Colombia’s INVIMA, the country’s FDA equivalent, completed the review of Hancock Jaffe Laboratories' application for a first-in-human trial of its VenoValve product.
The VenoValve is intended to be surgically implanted in the deep venous system of the leg for the treatment of Chronic Venue Insufficiency (CVI).
INVIMA officials have found no issues or questions at this time. The next step for the company is to submit the application for approval from INVIMA’s Medical Device and Other Technologies Committee at its upcoming meeting next month.
CVI is a condition that occurs when the valves in the veins of deep venous system of the leg are injured or destroyed, causing blood to pool in the lower extremities. Severe CVI includes swelling, debilitating pain, and skin ulcerations that become ongoing, open wounds.
Nearly 4.5 million people in the US suffer from severe CVI and the US economic burden of venous ulcers from CVI has been estimated to be as high as $38bn a year. Presently, there are no FDA approved treatments for deep venous CVI.
Hancock Jaffe CEO Robert Berman said: “Marc Glickman, our Senior Vice President and Chief Medical Officer, will travel to Bogota at the beginning of December to begin site initiation, and surgical training for implantation of the VenoValve. Glickman has overseen many successful clinical trials, and will work closely with our Colombian partners to attend to all details leading up to the VenoValve implantations.”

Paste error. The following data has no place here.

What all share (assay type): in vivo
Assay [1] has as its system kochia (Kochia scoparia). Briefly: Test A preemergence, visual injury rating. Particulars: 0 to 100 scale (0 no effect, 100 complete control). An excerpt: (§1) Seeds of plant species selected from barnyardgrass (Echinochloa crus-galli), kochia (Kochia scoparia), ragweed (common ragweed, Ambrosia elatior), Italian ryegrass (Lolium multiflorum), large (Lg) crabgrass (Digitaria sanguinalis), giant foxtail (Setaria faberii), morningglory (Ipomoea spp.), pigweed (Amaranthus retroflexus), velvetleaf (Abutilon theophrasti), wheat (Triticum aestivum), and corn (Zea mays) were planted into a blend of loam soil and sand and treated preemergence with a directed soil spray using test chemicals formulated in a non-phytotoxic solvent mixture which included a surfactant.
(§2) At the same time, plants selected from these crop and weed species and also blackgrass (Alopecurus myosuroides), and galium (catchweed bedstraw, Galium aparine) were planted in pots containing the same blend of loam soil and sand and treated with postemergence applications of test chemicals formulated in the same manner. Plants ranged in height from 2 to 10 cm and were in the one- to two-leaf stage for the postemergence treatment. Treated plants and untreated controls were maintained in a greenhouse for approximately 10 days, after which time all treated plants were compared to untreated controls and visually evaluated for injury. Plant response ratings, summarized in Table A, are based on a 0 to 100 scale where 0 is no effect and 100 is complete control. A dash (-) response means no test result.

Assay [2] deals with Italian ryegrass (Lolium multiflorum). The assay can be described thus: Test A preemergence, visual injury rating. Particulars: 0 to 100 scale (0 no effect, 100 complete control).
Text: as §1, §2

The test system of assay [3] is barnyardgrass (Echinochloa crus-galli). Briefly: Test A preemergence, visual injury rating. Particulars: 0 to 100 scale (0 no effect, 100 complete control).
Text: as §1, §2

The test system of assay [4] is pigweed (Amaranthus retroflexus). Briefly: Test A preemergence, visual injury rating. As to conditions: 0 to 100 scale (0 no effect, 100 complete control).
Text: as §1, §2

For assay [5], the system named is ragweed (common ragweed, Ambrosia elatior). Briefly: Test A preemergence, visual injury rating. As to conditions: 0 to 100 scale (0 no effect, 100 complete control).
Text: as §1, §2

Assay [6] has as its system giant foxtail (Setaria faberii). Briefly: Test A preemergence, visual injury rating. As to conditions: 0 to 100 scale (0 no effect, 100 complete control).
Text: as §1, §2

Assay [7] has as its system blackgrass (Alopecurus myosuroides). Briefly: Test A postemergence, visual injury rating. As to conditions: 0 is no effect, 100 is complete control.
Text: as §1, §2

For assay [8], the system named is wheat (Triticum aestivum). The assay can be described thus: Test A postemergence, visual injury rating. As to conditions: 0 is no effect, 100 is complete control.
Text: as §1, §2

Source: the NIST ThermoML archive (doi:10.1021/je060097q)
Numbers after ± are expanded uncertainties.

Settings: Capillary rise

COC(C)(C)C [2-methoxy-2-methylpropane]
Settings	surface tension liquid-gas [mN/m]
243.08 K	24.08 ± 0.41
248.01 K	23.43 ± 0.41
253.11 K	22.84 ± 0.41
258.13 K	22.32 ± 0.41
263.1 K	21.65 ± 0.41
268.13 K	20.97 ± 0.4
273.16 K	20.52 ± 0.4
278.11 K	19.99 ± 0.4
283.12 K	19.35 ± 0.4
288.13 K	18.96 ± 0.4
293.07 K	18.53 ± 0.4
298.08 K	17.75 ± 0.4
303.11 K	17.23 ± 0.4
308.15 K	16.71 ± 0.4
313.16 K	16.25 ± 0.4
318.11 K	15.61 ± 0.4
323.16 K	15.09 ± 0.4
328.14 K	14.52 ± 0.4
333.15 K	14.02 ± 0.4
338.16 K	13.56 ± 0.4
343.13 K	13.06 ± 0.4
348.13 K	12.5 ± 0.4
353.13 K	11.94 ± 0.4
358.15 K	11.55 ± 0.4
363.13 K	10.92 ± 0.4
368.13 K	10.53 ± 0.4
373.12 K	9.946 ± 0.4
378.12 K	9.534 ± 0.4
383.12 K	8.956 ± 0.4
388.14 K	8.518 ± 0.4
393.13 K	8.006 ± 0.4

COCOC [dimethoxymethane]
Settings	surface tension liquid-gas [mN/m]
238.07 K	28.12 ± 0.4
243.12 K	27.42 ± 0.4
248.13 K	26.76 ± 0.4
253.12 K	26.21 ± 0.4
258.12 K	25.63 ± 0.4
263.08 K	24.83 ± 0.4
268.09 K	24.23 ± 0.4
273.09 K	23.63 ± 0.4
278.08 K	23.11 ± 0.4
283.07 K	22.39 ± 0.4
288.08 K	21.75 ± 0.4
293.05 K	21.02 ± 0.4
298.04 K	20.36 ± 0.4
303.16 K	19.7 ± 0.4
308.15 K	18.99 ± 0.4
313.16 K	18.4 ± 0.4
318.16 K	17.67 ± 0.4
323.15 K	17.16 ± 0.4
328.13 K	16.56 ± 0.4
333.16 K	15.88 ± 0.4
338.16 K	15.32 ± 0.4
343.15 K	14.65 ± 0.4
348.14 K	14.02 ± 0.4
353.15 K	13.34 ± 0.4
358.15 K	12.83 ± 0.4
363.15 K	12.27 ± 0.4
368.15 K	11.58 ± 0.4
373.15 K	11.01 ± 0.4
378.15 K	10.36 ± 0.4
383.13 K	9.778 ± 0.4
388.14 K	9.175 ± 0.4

The company stated that patient enrollment will start immediately after the application for the first-in-human trial has been approved by INVIMA.
The company will make arrangements to export VenoValves to the country. VenoValves for the first-in-human trial have been manufactured and inspected, and are ready for shipment.
The dates for the first implantations will be announced after Glickman’s upcoming trip to Colombia and INVIMA approval.
Hancock Jaffe submitted the application for VenoValves with INVIMA in late September this year.
The approval from INVIMA is the last regulatory approval that the company needs in order to start its first-in-human testing in Colombia.
The company expects to receive a response from INVIMA within 60 days.
To facilitate the INVIMA application process and its first-in-human trial in the country, Hancock Jaffe appointed Bioaccess, a US based contact research organization (CRO) that specializing in obtaining regulatory approval and in facilitating clinical trials in Colombia.